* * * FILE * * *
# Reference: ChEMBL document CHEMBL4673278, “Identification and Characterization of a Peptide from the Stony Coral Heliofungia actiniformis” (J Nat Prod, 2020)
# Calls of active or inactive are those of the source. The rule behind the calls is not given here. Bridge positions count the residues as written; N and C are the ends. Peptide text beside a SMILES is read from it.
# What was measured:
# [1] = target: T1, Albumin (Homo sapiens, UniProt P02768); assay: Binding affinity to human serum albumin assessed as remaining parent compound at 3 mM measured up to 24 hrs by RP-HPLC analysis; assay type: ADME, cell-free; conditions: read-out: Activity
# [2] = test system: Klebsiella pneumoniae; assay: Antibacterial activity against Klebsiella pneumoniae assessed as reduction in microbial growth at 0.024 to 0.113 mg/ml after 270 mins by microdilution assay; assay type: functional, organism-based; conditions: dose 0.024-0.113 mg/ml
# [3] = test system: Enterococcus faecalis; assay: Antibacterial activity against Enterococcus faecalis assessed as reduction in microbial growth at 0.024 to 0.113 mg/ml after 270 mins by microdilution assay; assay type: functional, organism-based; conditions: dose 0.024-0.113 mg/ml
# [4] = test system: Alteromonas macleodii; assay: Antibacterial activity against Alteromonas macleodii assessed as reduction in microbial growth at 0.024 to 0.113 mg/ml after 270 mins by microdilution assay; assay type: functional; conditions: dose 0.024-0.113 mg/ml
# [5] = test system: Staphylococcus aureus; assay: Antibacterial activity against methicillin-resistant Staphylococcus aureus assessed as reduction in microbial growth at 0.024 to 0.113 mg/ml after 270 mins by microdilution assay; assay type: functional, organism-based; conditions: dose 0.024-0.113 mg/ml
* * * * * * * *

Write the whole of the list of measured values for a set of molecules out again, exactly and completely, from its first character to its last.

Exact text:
# Reference: ChEMBL document CHEMBL4673278, “Identification and Characterization of a Peptide from the Stony Coral Heliofungia actiniformis” (J Nat Prod, 2020)
# Calls of active or inactive are those of the source. The rule behind the calls is not given here. Bridge positions count the residues as written; N and C are the ends. Peptide text beside a SMILES is read from it.
# What was measured:
# [1] = target: T1, Albumin (Homo sapiens, UniProt P02768); assay: Binding affinity to human serum albumin assessed as remaining parent compound at 3 mM measured up to 24 hrs by RP-HPLC analysis; assay type: ADME, cell-free; conditions: read-out: Activity
# [2] = test system: Klebsiella pneumoniae; assay: Antibacterial activity against Klebsiella pneumoniae assessed as reduction in microbial growth at 0.024 to 0.113 mg/ml after 270 mins by microdilution assay; assay type: functional, organism-based; conditions: dose 0.024-0.113 mg/ml
# [3] = test system: Enterococcus faecalis; assay: Antibacterial activity against Enterococcus faecalis assessed as reduction in microbial growth at 0.024 to 0.113 mg/ml after 270 mins by microdilution assay; assay type: functional, organism-based; conditions: dose 0.024-0.113 mg/ml
# [4] = test system: Alteromonas macleodii; assay: Antibacterial activity against Alteromonas macleodii assessed as reduction in microbial growth at 0.024 to 0.113 mg/ml after 270 mins by microdilution assay; assay type: functional; conditions: dose 0.024-0.113 mg/ml
# [5] = test system: Staphylococcus aureus; assay: Antibacterial activity against methicillin-resistant Staphylococcus aureus assessed as reduction in microbial growth at 0.024 to 0.113 mg/ml after 270 mins by microdilution assay; assay type: functional, organism-based; conditions: dose 0.024-0.113 mg/ml